Maria Sharapova will miss this year's US Open with a lingering right leg injury.
"Unfortunately I will not be able to compete in this year's US Open," Sharapova said on her Facebook page on the eve of the event. "I have done everything possible to be ready but it was just not enough time. To all my amazing fans, I will be back in the Asian swing in a few weeks and look forward to finishing the year healthy and strong".
The U.S. Tennis Association announced the withdrawal via a press release at about the same time that Sharapova, who withdrew from the US Open for the second time in three years Sunday, posted the news on her Facebook page.
Fellow Russian Daria Kasatkina will replace Sharapova in the draw, the USTA announced.
Ranked third in the world and seeded second at the US Open, Sharapova has not played in a tournament since losing to Serena Williams in the Wimbledon semifinal.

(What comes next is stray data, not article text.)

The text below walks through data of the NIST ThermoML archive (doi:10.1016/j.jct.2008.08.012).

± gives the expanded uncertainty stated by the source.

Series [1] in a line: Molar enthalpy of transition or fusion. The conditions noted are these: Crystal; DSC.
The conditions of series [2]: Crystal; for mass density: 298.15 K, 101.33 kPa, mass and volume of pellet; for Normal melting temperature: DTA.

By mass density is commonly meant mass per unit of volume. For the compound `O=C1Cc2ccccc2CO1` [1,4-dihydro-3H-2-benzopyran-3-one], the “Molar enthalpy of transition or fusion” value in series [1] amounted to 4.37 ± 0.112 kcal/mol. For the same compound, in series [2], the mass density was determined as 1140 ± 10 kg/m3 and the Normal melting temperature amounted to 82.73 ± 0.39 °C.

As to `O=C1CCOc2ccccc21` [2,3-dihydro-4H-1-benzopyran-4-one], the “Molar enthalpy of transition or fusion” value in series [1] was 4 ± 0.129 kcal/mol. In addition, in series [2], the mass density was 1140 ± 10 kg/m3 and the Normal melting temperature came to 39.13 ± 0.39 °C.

Sharapova said earlier this month that she sustained the injury during training after Wimbledon, an injury that forced her to withdraw from lead-up tournaments in Toronto and Cincinnati.
"It's a tough decision to make, but I think a wise one, in order to give myself the right amount of time to be as healthy as I can be for the Open," Sharapova told reporters in Cincinnati after skipping the event there. "I believe [it's] very realistic, but I don't know if it would be realistic if I did compete and start tomorrow."
Sharapova also missed Russia's Fed Cup semifinal against Germany back in April with a leg injury, but the tennis star has not said whether the two injuries are related.
Sharapova's US Open draw saw her potentially meeting Williams in the semifinals as Williams attempts the first calendar-year Grand Slam in nearly 30 years. She has five majors titles to her credit, including the 2006 US Open championship, but she has not won one since the 2014 French Open.
In 2013, Sharapova skipped the U.S. Open because of a right shoulder injury. She also missed the Grand Slam tournament in 2008, when she was off the tour for about 10 months because of surgery on her right shoulder.
"From a player's perspective you always have to believe in the ability to go through the little things that you might have. Physically, that's part of sports, unfortunately," Sharapova said in an interview with the Associated Press earlier this month. "There's no athlete who's ever 100 percent healthy."
Information from The Associated Press was used in this report.